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|At a Glance|
|Product||HP PS1810-8G Switch [Website]|
|Summary||8-port Layer 2 Gigabit Smart Switch|
|Pros||• Easy 802.1q VLAN configuration
• Power saving options
• Lifetime warranty
|Cons||• Odd shape if not paired with HP Server
• Limited Port-based VLAN flexibility
• Limited QoS features
When I think of Hewlett-Packard (HP), I think of PCs and printers. However, HP has an extensive line of networking gear for small, medium and large enterprise networks. I'm going to look at the HP PS1810-8G switch in this review.
There are two models of the PS1810, an 8-port and a 24-port. The 8-port model, which is the focus of this review, is a bit unique in its shape, as it is designed to stack on top or underneath HP's ProLiant MicroServer Gen8 server, as shown below. The 24-port model is a more traditional network switch shape and has essentially the same functionality as the 8-port model.
HP Switch and Server
HP pairs the PS1810-8G with the ProLiant MicroServer for both physical and technical reasons. A key feature of the PS1810-8G is auto-discovery and monitoring of HP Proliant Servers. Nevertheless, I tested the PS1810-8G in my network without a ProLiant server and found it to be a solid smart switch.
Physically, the PS1810-8G is square, measuring 9.06"(w) x 9.65"(d) x 1.73"(h). All eight Gigabit Ethernet ports are on the back of the device, as well as the power port and reset button, shown below.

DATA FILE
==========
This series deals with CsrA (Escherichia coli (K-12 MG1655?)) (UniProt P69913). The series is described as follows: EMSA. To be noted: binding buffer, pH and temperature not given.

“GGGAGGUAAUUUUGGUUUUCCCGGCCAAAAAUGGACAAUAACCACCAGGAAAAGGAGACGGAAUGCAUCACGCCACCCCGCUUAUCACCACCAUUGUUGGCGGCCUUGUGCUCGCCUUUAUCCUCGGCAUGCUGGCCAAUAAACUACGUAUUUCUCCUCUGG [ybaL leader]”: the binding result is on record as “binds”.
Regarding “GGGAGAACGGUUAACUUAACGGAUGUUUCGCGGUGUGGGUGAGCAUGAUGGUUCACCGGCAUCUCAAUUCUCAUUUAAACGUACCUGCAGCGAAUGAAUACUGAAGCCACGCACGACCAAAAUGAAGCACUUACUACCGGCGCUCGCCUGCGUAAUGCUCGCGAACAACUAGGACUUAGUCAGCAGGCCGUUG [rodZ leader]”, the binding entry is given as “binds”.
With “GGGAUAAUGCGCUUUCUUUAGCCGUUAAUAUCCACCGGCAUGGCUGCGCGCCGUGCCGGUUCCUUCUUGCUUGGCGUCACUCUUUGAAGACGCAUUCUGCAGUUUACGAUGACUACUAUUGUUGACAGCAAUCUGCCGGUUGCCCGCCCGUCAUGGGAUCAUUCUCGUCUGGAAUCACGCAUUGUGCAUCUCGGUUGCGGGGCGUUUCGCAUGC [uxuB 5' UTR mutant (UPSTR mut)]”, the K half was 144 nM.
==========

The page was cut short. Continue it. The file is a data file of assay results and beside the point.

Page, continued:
Ethernet port 1 of the PS1810-8G is a Power over Ethernet Powered Device (PoE PD) port, meaning you can power the PS1810-8G from another PoE switch. The HP PS1810-8G comes with an external power supply if you don't have a PoE switch. There is no cooling fan, so the switch is completely silent.
The front of the PS1810-8G, as mentioned, is designed to match the HP server, so it doesn't have any buttons or ports, as shown below.
Under the covers is the main board, as shown below. As you can see the circuit board occupies only half of the inside of the case. If it wasn't designed to pair with the HP MicroServer, the switch could be quite a bit smaller! As you can see, there is only one key component, the switch, which is hidden under a heatsink that I didn't remove.
There is an easy to read 100 page manual describing configurations on the PS1810-8G. But quite frankly, I didn't need it. The HP web-based menu is plain, which I prefer for simplicity, and I had no problem figuring out the configuration controls by simply looking at the menus.
I liked the status menu that provided a single place to go to view various conditions and configurations on the switch. Below is a screen shot showing the system description status page.
There are 11 menus, each with multiple sub-menus. In the table below, I've listed all the menus and sub-menus to give you an idea of the PS1810-8G's available configurations.
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